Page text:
Bob Worcester

  22. Atlas – even when it’s 90%, it means nothing. Voting intention is one of the few things in a poll you can check against reality, teletext and Bob Worcester’s example from the Express show how you can get overwhelming landslides in a voodoo poll that do not reflect reality at all.

    They do indeed show that x% of people who filled in that poll think something… but that’s it. They have uses other than gauging public opinion – some people put them on their websites to find out about their users, what bits of the site they like and so on and you could certainly use an open access survey at the bottom of an article to gauge reaction to the article amongst readers. On websites they serve a useful purpose in making the site a more entertaining and interactive experience for users….they just aren’t any use in measuring overall public opinion and therefore should be confused with, or misreported as, proper opinion polls.

  23. All a bit of fun indeed – but there are a lot of people who take these POLLS seriously & it could sway their actual voting intentions – especially politically naive people !

    The result in Berwick makes a lot of sense to me – who would’nt want the idyllic perfect socialist nation that Scotland is becoming with all it’s handouts from the English ! The population of Berwick like the rest of us are propping up the Scots economy – for them it is easy to pop over the border .

    It’s funny though – when Scotland introduced a smoking ban – the pubs on the Scottish side were nearly put out of business while the Berwick side without a smoking ban were booming – loyalties seem to have changed now that England too has the same draconian law !

  24. @ colin who said “It’s a good story though Anthony.”

    Sorry Colin, it’s not a good story. It’s not a story at all. There’s no basis in fact for it. It should not have been reported at all.

    The only story here is that the media are increasingly willing to post voodoo polls uncritically as fact.

  25. Over 90% reminds me of elections in Iron Curtain satellites in the “good old days” – instantly suspicious and obviously worthless. (Wonder what % will vote for Putin’s nominee)?

  26. I’d be interested to know if there were any “don’t knows” in voodoo poll results? The notion of going out of one’s way to register indecision tickles me.

  27. Lee
    It is a story-it’s been a story about Berwick many times before.No doubt the measure of opinion either way has always been inaccurate-but that wasn’t what interested me.
    I thought it particularly amusing in the light of the currently perceived welfare benefits of living under the Scottish Administration.

  28. Anthony,

    Maybe it’s the text you use but is this Voodoo Comer or Voodoo Corner?

    I can understand the latter but if it’s the former it’s not that exciting.

    Peter.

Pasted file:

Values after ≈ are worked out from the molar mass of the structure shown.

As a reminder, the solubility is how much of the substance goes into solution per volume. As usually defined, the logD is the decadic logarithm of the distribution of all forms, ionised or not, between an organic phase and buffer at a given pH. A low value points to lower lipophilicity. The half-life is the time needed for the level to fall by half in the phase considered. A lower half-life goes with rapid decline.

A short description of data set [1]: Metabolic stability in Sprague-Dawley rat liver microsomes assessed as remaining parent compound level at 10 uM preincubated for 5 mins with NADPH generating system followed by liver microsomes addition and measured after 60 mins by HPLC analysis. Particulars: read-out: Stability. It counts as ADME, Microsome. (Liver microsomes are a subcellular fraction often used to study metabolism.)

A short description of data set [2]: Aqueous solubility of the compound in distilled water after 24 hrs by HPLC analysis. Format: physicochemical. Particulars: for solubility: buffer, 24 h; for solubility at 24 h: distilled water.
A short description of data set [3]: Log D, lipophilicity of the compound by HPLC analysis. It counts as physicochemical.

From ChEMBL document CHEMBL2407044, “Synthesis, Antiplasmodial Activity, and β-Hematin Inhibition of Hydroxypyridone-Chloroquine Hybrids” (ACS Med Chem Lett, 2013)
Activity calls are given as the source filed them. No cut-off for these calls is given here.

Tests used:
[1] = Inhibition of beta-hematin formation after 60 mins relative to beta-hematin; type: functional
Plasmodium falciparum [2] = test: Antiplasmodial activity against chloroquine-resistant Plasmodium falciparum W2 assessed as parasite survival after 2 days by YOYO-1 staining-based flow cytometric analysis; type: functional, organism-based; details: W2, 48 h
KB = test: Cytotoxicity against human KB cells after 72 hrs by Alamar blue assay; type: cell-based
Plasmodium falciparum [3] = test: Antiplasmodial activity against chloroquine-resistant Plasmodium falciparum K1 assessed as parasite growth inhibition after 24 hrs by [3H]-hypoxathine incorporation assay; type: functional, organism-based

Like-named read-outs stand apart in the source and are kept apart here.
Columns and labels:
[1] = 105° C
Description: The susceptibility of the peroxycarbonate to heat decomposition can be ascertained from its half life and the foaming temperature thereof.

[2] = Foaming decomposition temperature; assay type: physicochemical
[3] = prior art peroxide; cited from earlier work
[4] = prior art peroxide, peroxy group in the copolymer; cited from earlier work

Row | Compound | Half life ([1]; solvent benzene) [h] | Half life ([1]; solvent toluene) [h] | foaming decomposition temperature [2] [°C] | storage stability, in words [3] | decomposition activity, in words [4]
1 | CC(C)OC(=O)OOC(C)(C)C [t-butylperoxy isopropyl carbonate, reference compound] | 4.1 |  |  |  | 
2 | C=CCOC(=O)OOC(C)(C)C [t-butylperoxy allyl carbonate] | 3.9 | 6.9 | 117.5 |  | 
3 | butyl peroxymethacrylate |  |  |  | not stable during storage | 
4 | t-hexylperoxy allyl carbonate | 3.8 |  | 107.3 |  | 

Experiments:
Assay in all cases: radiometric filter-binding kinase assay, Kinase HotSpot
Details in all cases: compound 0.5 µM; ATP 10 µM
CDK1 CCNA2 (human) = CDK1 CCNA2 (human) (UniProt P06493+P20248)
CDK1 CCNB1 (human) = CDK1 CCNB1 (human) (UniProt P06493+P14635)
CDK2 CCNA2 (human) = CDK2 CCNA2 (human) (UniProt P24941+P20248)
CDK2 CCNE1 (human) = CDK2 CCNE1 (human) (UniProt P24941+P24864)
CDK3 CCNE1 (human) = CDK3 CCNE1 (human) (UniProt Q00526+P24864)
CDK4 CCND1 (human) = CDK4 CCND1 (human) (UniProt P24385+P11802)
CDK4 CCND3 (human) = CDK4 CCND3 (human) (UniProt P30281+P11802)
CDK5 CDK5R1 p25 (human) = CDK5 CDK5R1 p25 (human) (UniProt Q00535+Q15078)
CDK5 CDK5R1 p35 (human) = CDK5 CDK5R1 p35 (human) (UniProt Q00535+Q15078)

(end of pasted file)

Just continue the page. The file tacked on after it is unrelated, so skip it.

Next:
29. Hopefully the next poll will be somewhat more plausible than this one.

  30. Anthony Wells

    Its a shame you do not read my posts as carefully as I read yours.

    No one said least of all SKY NEWS or me that these polls are supposed to tell us who is going to win a general election.

    But I have have virtually never seen a Voodo Poll that that surprises me but plenty of general election results that shock me to my inner core.

    People vote for a political party for various reasons. Some of the major ones being party loyalty their own jobs, welfare payments and most of all their own parties propaganda, when they eventually get to hear what it is.

    Many of these snap polls are taken firstly before the media and the political parties PR men get to work, and secondly before people have had time to remember their own parties past mind programming.

    So their first and gut reaction is possibly CLOSER to what they really think then the more considered opinion they think they should have had in the first place. Also very often different to what they vote for in elections

    For example is what a man does or says when DRUNK and out of control closer to what he is really like inside, then when he later becomes sober?

    Just go down the average London Pub on a Friday or Saturday night and ask a LABOUR voter what they really think about issues such as immigration and feminism after they have had a skinfull. Then compare it to what a half sober Labour MP has to say on the issue on Newsnight. If you can see any relationship whatsoever then good for you because I NEVER DO.

  31. Hi Atlas, I guess that’s why we encourage people to be sober in government.

  32. I think Atlas was implying people are MORE likely to speak the truth when drunk so we should be encouraging our politicians to be drunk. Bring back Charles Kennedy!

    I personally don’t believe people’s first “gut instinct” or what they say when drunk is closer to what they really think. Most people think with their brains not their gut.

  33. Yes. I was implying that an instinctive gut reaction is not always the way to make good policy, and in a sense that’s all these polls would be, even if they weren’t statistically useless.

    Besides, people say all kinds of rubbish in pubs and regret it the next day…. :)

  34. conspiracy.

    Though you assert this with almost every post, what you singularly fail to do is provide any evidence. Like almost all conspiracy theorists your contention is that the conspiracy is so profound and comprehensive that no evidence to prove it is available.

    Meanwhile the rest of us live in a world of fallibility and shades of grey with no hidden hand directing anything.

    It’s no more difficult to live in as soon as you accept that what a[appear to be patterns are just the random effects of billions of individual decisions.

    You are no more significant than any of the rest of us, and no amount of wanting to have some fundamental insight into the hidden truth will make it true.

    Peter.

  35. Details on tommorow’s (Monday 18 Feb) ITV1 Tonight show:

    “TV poll backs Berwick border move”

    http://news.bbc.co.uk/2/hi/uk_news/england/tyne/7248529.stm

    “The referendum for ITV1’s Tonight programme had 1,182 voters in favour of becoming part of Scotland and 775 in favour of staying in England.”

    http://news.scotsman.com/uk/Berwick-residents-vote-for-move.3786272.jp

  36. I don’t think we want them back if they are still at war with Russia.